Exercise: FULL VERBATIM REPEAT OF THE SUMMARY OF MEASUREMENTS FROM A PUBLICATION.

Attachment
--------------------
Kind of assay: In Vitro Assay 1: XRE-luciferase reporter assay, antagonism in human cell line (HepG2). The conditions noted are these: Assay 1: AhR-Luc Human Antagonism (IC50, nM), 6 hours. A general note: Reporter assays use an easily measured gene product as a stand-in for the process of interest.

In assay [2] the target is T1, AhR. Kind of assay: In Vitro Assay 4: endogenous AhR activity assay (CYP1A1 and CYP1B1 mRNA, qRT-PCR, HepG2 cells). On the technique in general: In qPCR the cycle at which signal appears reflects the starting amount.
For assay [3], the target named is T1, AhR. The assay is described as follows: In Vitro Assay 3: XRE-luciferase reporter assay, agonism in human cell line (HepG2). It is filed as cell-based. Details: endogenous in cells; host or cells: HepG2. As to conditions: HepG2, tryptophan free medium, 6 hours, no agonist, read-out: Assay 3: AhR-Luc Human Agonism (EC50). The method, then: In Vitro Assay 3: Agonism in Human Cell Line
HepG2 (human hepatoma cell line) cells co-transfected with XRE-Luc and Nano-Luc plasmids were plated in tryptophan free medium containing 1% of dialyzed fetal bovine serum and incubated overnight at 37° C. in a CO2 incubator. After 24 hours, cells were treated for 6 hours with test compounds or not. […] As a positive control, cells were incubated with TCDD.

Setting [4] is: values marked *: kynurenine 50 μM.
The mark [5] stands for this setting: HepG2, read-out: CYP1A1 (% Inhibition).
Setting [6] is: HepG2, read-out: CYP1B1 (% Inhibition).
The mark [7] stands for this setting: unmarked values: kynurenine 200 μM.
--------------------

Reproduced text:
Kind of assay: In Vitro Assay 1: XRE-luciferase reporter assay, antagonism in human cell line (HepG2). The conditions noted are these: Assay 1: AhR-Luc Human Antagonism (IC50, nM), 6 hours. A general note: Reporter assays use an easily measured gene product as a stand-in for the process of interest.

In assay [2] the target is T1, AhR. Kind of assay: In Vitro Assay 4: endogenous AhR activity assay (CYP1A1 and CYP1B1 mRNA, qRT-PCR, HepG2 cells). On the technique in general: In qPCR the cycle at which signal appears reflects the starting amount.
For assay [3], the target named is T1, AhR. The assay is described as follows: In Vitro Assay 3: XRE-luciferase reporter assay, agonism in human cell line (HepG2). It is filed as cell-based. Details: endogenous in cells; host or cells: HepG2. As to conditions: HepG2, tryptophan free medium, 6 hours, no agonist, read-out: Assay 3: AhR-Luc Human Agonism (EC50). The method, then: In Vitro Assay 3: Agonism in Human Cell Line
HepG2 (human hepatoma cell line) cells co-transfected with XRE-Luc and Nano-Luc plasmids were plated in tryptophan free medium containing 1% of dialyzed fetal bovine serum and incubated overnight at 37° C. in a CO2 incubator. After 24 hours, cells were treated for 6 hours with test compounds or not. […] As a positive control, cells were incubated with TCDD.

Setting [4] is: values marked *: kynurenine 50 μM.
The mark [5] stands for this setting: HepG2, read-out: CYP1A1 (% Inhibition).
Setting [6] is: HepG2, read-out: CYP1B1 (% Inhibition).
The mark [7] stands for this setting: unmarked values: kynurenine 200 μM.